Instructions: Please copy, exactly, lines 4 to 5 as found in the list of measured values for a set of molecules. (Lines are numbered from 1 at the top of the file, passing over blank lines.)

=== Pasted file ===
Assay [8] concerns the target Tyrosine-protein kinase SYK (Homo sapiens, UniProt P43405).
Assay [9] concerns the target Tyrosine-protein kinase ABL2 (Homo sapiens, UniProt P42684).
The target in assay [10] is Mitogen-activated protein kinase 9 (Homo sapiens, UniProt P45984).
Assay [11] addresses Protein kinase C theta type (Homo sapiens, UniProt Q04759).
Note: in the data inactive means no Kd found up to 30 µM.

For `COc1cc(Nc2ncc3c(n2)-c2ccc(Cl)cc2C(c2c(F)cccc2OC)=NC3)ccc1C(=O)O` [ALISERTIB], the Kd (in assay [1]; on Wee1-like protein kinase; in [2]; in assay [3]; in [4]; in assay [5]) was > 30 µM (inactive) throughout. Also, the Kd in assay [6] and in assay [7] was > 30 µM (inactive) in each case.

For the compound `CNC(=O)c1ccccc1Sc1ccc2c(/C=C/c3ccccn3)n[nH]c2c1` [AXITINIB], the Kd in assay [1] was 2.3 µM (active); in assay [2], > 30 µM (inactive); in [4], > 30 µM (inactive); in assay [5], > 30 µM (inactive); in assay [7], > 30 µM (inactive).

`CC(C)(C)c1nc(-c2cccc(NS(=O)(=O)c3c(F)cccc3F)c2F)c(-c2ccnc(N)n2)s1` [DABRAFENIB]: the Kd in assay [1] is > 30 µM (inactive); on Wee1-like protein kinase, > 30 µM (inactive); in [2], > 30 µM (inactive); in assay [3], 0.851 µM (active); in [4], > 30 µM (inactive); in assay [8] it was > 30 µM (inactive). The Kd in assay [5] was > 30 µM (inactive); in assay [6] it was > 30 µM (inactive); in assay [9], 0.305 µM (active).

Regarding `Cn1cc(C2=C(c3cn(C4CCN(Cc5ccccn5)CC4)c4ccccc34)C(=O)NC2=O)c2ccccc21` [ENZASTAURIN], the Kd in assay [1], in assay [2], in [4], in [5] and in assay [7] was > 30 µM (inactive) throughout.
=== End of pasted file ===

Assay [11] addresses Protein kinase C theta type (Homo sapiens, UniProt Q04759).
Note: in the data inactive means no Kd found up to 30 µM.